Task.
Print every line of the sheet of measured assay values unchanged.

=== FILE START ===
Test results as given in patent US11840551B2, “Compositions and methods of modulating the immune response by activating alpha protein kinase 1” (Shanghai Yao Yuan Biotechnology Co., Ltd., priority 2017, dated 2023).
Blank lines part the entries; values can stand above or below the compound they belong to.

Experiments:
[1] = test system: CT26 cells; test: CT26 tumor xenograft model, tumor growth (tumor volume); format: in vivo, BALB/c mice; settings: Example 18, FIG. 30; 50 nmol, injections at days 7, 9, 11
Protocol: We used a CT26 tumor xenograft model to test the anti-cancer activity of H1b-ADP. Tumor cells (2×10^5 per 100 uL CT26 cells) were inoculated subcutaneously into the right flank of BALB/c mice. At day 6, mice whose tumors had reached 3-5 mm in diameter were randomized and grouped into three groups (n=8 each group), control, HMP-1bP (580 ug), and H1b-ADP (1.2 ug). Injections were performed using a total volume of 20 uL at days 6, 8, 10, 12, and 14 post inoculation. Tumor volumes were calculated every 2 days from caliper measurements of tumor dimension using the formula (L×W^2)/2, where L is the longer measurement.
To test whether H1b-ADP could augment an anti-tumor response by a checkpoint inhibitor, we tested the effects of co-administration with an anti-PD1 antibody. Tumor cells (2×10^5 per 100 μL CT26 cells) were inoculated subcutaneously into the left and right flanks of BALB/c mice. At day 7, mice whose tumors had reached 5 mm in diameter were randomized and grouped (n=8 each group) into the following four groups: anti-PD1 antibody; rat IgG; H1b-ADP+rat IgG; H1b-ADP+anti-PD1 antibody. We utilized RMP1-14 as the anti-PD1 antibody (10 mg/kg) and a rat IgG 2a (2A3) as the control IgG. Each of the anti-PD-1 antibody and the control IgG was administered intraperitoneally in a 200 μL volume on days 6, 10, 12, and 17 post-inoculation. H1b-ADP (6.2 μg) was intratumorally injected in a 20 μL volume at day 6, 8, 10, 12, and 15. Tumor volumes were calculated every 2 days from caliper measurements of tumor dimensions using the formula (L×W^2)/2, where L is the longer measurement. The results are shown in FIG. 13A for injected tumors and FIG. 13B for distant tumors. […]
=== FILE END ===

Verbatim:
Test results as given in patent US11840551B2, “Compositions and methods of modulating the immune response by activating alpha protein kinase 1” (Shanghai Yao Yuan Biotechnology Co., Ltd., priority 2017, dated 2023).
Blank lines part the entries; values can stand above or below the compound they belong to.

Experiments:
[1] = test system: CT26 cells; test: CT26 tumor xenograft model, tumor growth (tumor volume); format: in vivo, BALB/c mice; settings: Example 18, FIG. 30; 50 nmol, injections at days 7, 9, 11
Protocol: We used a CT26 tumor xenograft model to test the anti-cancer activity of H1b-ADP. Tumor cells (2×10^5 per 100 uL CT26 cells) were inoculated subcutaneously into the right flank of BALB/c mice. At day 6, mice whose tumors had reached 3-5 mm in diameter were randomized and grouped into three groups (n=8 each group), control, HMP-1bP (580 ug), and H1b-ADP (1.2 ug). Injections were performed using a total volume of 20 uL at days 6, 8, 10, 12, and 14 post inoculation. Tumor volumes were calculated every 2 days from caliper measurements of tumor dimension using the formula (L×W^2)/2, where L is the longer measurement.
To test whether H1b-ADP could augment an anti-tumor response by a checkpoint inhibitor, we tested the effects of co-administration with an anti-PD1 antibody. Tumor cells (2×10^5 per 100 μL CT26 cells) were inoculated subcutaneously into the left and right flanks of BALB/c mice. At day 7, mice whose tumors had reached 5 mm in diameter were randomized and grouped (n=8 each group) into the following four groups: anti-PD1 antibody; rat IgG; H1b-ADP+rat IgG; H1b-ADP+anti-PD1 antibody. We utilized RMP1-14 as the anti-PD1 antibody (10 mg/kg) and a rat IgG 2a (2A3) as the control IgG. Each of the anti-PD-1 antibody and the control IgG was administered intraperitoneally in a 200 μL volume on days 6, 10, 12, and 17 post-inoculation. H1b-ADP (6.2 μg) was intratumorally injected in a 20 μL volume at day 6, 8, 10, 12, and 15. Tumor volumes were calculated every 2 days from caliper measurements of tumor dimensions using the formula (L×W^2)/2, where L is the longer measurement. The results are shown in FIG. 13A for injected tumors and FIG. 13B for distant tumors. […]